Kimberly Drew and various people in the arts in Vanity Fair:
Black life—our joys and our oppression—has been embedded into American history since the first ship of enslaved Africans arrived in 1619. Now we’re seeing a seismic shift in how individuals, corporations, and institutions are reckoning with our nation’s racism.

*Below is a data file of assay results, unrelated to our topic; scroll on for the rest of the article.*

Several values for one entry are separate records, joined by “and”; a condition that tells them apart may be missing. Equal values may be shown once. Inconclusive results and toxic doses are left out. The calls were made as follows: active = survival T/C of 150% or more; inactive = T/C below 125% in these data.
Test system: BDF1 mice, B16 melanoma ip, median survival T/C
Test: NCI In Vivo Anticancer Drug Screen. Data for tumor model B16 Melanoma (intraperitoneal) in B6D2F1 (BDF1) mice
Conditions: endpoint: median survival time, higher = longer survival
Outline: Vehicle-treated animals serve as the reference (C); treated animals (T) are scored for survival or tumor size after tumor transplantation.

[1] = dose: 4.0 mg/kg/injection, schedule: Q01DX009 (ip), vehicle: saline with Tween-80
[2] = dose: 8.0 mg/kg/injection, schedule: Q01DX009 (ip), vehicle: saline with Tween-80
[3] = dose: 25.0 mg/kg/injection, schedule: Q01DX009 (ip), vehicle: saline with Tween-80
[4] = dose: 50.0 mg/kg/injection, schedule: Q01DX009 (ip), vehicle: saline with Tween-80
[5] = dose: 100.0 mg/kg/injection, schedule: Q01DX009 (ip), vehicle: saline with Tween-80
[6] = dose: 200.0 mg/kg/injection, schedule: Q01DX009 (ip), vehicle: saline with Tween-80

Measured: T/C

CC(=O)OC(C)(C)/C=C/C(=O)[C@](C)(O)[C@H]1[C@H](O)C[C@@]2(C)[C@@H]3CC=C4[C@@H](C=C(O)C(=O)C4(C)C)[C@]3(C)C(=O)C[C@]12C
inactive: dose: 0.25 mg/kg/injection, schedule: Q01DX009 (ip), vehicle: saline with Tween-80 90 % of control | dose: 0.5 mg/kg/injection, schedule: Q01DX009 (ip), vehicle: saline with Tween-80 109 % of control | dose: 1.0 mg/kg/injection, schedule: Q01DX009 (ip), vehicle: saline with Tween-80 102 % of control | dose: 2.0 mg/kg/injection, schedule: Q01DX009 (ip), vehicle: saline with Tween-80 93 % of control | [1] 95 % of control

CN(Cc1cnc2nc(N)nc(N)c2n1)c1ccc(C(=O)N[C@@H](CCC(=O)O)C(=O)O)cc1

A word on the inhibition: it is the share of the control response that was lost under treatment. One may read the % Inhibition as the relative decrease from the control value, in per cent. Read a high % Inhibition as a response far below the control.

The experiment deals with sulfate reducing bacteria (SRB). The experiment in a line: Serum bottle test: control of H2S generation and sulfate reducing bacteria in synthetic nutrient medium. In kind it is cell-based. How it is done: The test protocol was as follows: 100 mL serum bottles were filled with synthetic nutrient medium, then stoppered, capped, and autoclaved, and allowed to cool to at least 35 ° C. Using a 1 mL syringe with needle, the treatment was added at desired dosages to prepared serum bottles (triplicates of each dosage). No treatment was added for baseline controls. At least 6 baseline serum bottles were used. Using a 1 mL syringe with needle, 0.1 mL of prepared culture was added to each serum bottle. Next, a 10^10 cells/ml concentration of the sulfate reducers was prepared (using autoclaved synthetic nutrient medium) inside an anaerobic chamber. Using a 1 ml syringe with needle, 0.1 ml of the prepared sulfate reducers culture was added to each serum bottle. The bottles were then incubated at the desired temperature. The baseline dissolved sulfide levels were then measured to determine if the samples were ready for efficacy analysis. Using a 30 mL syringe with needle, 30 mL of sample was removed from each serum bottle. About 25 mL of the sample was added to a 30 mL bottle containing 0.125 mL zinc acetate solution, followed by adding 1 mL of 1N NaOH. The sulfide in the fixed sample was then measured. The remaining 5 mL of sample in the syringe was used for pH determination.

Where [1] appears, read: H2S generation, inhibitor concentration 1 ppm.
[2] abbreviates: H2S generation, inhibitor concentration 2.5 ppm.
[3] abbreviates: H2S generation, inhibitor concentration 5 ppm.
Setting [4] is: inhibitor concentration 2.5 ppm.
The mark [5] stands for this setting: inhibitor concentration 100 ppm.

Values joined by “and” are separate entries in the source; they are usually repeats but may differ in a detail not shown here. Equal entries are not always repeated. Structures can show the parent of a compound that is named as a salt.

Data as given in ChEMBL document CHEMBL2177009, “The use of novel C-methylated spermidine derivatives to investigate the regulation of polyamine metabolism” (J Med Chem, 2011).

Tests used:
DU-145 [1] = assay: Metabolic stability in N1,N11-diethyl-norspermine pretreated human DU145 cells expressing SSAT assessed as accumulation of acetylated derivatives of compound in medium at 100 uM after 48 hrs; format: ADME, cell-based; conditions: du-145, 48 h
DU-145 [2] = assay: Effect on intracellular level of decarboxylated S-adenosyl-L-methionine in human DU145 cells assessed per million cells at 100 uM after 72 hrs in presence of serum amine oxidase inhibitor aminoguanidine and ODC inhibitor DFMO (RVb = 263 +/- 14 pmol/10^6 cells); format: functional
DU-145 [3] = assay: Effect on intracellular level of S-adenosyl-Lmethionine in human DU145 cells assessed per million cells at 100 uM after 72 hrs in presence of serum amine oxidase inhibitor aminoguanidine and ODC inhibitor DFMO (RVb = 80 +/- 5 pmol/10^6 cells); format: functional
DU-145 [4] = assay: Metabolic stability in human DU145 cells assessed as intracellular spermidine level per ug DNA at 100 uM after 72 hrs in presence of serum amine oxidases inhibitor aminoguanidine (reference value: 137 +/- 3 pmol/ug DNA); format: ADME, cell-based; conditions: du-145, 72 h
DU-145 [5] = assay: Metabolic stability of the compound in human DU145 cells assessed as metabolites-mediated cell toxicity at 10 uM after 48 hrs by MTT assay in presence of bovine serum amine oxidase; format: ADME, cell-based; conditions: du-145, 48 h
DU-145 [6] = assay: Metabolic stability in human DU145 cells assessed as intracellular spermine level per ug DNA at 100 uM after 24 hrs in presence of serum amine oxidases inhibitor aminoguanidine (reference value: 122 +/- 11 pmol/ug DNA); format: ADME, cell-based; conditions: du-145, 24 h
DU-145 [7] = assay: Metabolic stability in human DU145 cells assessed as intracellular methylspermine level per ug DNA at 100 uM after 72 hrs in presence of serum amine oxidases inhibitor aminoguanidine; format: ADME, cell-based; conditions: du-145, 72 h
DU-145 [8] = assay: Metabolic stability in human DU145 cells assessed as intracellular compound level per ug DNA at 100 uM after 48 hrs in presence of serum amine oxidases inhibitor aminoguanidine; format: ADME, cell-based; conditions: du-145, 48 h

On social media, companies use marketing dollars to value signal their “wokeness”; a trend that has made its way into the cultural sphere, with museums sharing the #BlackLivesMatter hashtag alongside works by African American artists. In an ideal world, this show of solidarity would be powerful. But, as a former employee of Creative Time, the Studio Museum in Harlem, and the Metropolitan Museum of Art, I, like many art workers and visitors, have been underwhelmed. Watching museums like the British Museum and the Met—institutions with historic ties to colonialism—use a slogan rather than admit to their own roles in the “race problem” ignites a desire for a more holistic investigation of museums not only as homes for art and culture, but as entities with both the buying power and the political ties to make a lasting impact on life beyond this uprising.